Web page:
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Sex with a New Partner Receiving and making sexual advances is an important topic, since most group members have had or are having sexual problems. Members talk about the sexual pressures they feel and how these pressures scare them away from sex or from going out at all. T h e leaders contrast the usual performance model of sex (having sex on the first or second date because it is expected, to prove one’s masculinity or femininty, to show how liberated one is, etc.) with a more comfortable model of taking it easy, not pushing into anxiety, and getting comfortable with a partner before having sex by moving gradually into handholding, snuggling, perhaps massage, and even nonsexual sleeping together, before moving into sexual activity. T h e leaders model different ways of dealing with sexual situations, and the group members role play various approaches and statements. Important issues are rejecting sexual advances, expressing one’s sexual desires, talking about feelings that may be getting in the way of sexual arousal or function, and working out differences in style, practices, o r desire. Members are very interested in how their role-play partners respond to statements such as “I like you and am very turned on to you, but I don’t feel ready to have sex yet” and “This is going way too fast for me; I want to spend more time touching and caressing before getting to intercourse.” They are surprised to find that most of the time their group “partners” not only accept but welcome this kind of approach. It has become clear that for many single people resolving a sex problem is greatly dependent on how they get into a relationship and how they structure the first affectionate and sexual experiences therein.

Reading Material A number of good books touching on various aspects of social skills have been published recently and w e encourage our clients to read appropriate sections. T h e books that have been most helpful are It’s Up To YOU,^ Don’t Say Yes When You Want to Say NO,^ I Can If I Want TO,^ Male Sexuality,’ and Shyness.2 Not all clients like to read or get much from reading, but most have done some and have reported that it was beneficial. Assigning reading material is particularly helpful in individual

Bernk Zilbergeld and Carol Rinkleib Ellison


therapy. Examples in the reading help clients to understand that they are not alone and also reinforce the ideas and skills they are learning in treatment.

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RESULTS OF SOCIAL SKILLS TRAINING Participants in social skills groups and workshops write evaluations of their training at the end of the last session. These evaluations are overwhelmingly positive, and most indicate a lessening of anxiety, greater confidence, and an acquisition of specific skills. Most participants report they have either exercised these skills in the “real world” or are willing to d o so. Since we view social skills training as an adjunct to sex therapy, however, we are even more interested in how those who receive the training do with their sexual problems. T h e therapists who are treating these clients either individually or in sex therapy groups generally agree with their clients’ evaluations and with few exceptions believe that the social skills training has made their own work much easier. During or following social skills training, clients either start going out on their own or after only minimal reinforcement from the therapists. And the training makes clients’ sex problems easier to resolve. This is not surprising because the principles of social skills training-a step-by-step approach always staying within the boundaries of individual comfort, taking charge of events instead of letting oneself be pushed or overwhelmed by them, expressing one’s likes and dislikes, and being able to stand u p for oneself-are the same principles we employ in our sex therapy ’ While preparing this article, w e received a letter from a man who 3 years ago participated concurrently in a sex therapy group and a social skills group. His report, while more spectacularly successful than most, suggests the power of social skills training. When he first came to o u r clinic, Martin was a 31-year-old virgin. He was a successful businessman but quite inadequate socially. He had never had a relationship with a woman and found it difficult to say more than one or two sentences to one. His social problems and virginity had bothered him for years, but several types of therapy, even sex therapy with a surrogate partner, had failed to help. In fact, the surrogate therapy had increased his anxieties and fears and made him feel more a failure. His situation was more difficult than most, and the leaders of his sex therapy group thought that nothing could be done for him unless he also participated in a social skills group. Martin reluctantly agreed to be in both groups. Since he had more problems than the other members of either group and no good experiences to give him hope, Martin had a rough time in treatment. At first he felt isolated and lonely because he thought that his problems were much worse than those of anyone else. But he gradually began to talk about his feelings and then about some of his experiences. It was a big step forward when he was able to tell about his humiliating experience with the surrogate. Apparently she had pushed him far beyond his limits, and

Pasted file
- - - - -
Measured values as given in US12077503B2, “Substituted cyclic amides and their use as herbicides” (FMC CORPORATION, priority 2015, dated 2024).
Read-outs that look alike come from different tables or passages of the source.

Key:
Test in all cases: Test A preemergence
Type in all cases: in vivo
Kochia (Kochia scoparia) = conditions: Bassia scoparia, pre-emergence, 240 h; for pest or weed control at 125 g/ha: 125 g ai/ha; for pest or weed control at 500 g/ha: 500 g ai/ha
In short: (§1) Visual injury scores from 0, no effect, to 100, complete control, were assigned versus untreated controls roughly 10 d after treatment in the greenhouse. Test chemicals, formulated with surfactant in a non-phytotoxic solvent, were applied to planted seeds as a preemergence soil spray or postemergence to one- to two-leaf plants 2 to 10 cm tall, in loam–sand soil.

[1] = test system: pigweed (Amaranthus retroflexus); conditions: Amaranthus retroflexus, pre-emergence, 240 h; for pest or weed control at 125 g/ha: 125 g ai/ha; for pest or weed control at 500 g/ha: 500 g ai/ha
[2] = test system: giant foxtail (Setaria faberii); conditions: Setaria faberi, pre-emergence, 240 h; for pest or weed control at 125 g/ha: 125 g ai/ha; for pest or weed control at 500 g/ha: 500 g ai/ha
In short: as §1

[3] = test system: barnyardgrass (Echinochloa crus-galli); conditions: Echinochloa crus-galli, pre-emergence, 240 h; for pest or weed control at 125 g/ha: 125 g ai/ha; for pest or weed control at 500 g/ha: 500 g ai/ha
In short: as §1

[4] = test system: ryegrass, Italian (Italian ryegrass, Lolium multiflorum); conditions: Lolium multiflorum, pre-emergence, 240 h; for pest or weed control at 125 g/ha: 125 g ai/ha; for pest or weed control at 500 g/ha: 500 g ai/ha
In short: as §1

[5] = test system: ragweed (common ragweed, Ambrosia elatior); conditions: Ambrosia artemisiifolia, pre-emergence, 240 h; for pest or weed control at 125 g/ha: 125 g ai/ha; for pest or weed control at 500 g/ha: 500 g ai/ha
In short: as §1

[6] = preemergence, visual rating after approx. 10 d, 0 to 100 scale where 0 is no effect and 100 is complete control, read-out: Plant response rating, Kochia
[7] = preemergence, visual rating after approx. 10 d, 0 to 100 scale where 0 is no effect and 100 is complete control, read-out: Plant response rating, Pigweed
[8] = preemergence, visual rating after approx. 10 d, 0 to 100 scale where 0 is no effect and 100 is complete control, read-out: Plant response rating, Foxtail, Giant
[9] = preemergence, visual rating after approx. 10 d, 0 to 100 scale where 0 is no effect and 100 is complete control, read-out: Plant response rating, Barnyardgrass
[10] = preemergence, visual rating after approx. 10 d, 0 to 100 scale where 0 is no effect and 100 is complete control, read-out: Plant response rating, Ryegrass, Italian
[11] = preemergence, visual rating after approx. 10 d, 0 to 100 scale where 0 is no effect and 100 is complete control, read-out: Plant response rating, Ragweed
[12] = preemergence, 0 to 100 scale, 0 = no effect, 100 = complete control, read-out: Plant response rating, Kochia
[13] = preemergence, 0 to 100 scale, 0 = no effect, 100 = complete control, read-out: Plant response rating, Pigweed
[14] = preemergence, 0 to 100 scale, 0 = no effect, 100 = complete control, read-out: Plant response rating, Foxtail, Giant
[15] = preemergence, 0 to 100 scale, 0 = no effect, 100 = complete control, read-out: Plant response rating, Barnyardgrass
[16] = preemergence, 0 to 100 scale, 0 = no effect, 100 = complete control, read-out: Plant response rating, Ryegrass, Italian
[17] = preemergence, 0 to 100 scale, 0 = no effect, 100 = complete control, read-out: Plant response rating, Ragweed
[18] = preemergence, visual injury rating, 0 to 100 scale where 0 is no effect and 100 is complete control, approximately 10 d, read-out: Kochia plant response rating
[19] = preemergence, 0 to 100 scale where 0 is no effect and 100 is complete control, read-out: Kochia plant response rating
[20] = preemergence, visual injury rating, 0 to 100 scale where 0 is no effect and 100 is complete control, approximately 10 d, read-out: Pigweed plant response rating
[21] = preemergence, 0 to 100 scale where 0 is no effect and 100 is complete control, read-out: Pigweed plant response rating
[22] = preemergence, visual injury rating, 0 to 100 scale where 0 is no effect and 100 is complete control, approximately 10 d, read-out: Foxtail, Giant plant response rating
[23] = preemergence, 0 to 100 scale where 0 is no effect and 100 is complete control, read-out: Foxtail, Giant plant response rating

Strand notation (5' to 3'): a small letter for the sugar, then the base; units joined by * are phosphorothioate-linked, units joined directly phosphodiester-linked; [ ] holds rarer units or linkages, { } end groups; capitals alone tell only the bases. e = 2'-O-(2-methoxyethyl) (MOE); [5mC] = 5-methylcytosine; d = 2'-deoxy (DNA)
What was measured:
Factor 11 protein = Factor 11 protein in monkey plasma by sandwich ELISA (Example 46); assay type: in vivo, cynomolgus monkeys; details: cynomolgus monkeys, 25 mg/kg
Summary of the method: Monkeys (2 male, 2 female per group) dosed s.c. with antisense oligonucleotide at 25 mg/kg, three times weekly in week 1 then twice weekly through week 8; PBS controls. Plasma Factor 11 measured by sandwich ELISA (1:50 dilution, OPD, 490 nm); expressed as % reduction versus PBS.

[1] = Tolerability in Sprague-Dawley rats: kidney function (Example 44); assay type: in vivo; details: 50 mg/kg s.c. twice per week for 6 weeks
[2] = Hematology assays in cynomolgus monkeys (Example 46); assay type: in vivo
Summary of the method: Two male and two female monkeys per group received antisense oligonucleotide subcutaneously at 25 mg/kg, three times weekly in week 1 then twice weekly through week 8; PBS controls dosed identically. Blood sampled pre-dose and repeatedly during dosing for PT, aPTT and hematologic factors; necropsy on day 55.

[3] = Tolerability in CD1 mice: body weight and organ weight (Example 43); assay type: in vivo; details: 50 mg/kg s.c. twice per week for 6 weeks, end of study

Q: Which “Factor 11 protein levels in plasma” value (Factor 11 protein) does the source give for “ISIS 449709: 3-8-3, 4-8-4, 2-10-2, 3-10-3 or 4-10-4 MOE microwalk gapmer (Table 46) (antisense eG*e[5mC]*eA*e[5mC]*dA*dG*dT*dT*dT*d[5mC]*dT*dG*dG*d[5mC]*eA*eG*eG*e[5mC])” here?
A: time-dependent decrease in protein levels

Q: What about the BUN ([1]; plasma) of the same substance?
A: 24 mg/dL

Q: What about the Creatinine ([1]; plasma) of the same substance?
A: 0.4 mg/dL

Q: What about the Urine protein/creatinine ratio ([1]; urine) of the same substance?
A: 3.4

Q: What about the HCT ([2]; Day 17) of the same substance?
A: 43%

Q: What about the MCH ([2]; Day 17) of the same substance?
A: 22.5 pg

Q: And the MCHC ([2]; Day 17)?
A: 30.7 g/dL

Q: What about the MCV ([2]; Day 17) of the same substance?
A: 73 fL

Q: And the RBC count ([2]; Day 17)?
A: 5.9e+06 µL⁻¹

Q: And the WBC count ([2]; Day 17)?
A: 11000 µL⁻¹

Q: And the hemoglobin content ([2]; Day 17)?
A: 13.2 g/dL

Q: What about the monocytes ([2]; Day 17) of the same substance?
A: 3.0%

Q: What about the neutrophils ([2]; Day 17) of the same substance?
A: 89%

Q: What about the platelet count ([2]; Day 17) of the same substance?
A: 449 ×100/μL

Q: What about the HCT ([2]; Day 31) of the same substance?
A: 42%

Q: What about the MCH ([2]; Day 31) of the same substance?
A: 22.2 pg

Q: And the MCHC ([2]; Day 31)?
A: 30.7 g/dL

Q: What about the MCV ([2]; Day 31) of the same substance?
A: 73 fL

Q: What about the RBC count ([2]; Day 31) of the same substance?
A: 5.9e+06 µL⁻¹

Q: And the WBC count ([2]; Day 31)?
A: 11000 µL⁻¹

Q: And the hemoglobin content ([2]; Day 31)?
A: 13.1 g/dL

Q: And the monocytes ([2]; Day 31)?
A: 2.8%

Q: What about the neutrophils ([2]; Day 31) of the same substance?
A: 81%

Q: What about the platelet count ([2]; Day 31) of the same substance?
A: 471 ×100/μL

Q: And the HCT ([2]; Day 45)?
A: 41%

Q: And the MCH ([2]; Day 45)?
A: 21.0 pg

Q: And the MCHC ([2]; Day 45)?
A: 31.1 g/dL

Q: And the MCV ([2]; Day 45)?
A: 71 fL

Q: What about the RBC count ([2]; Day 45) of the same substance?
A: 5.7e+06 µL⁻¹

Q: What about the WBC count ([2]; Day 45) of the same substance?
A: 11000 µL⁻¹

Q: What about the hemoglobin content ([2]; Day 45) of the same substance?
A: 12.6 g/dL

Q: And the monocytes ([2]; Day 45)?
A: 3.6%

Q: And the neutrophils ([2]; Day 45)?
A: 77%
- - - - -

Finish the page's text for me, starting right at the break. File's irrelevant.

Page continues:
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Journal of Sex and Marital Therapy

he had been unable to stand u p to her: “ I can’t believe it. I failed with a pro. How can 1 make it with someone who isn’t trained and isn’t ready for all my problems?” Group members were supportive and Martin started to understand that others could understand and like him. He came out of his shell more and more and really put himself into the group sessions and the assignments. H e started talking to women outside the group and began to feel more comfortable with them. His fears of rejection, humiliation, and acceptance slowly diminished. He met a 50-year-old divorced woman and began an affair shortly after the groups ended. In his letter he said: “Such a pairing may not sound like an ideal situation, but it worked out really fine. I t was awkward at first, but there was really fine communication and I’m happy to say we’ve remained close friends.” He then dated other women and soon found one that was special. “Now we have been married 2 years and it’s still magic. Sex was a bit difficult at first, but now we’re really tuned to each other.” Martin closed his letter with the following: “The other day I told a woman friend I was a virgin 3 years ago as if I had been giving the weather report. To have all that charge gone off that issue is such a relief!”

Both of the leaders of Martin’s sex therapy group agreed that without the social skills training Martin’s progress would have been unlikely if not impossible, There simply was not time in the sex therapy group to devote to all of his social problems. REFERENCES 1 . Curran JP: Skills training as a n approach to the treatment of heterosexual anxiety: A review.

P,yychol Bull 84~140-157,1977. 2. Zirnhardo PG: Shyness. Reading, Mass., Addison-Wesley, 1977. 3. Zilbergeld B: Group treatment of sexual dysfunction in men without partners. J Sex Marital The7 1 :204-214, 1975. 4. Gambfill E, Richey C: I t s U p To You. Millbrae, Cal., Les Femrnes Publishing, 1976. 5. Festerheim H, Baer J : Don’t Say Yes When You Want to Say No. New York, McKay, 1975. 6. Lazarus A, Fay A: I Can If I Want T o . New Yo‘&, Morrow, 1975. 7. Zilbergeld B: Male Sexuality. New York, Bantam, 1978. 8. Barhach L: For YouneLf. New York, New American Library, 1975.

Social skills training as an adjunct to sex therapy.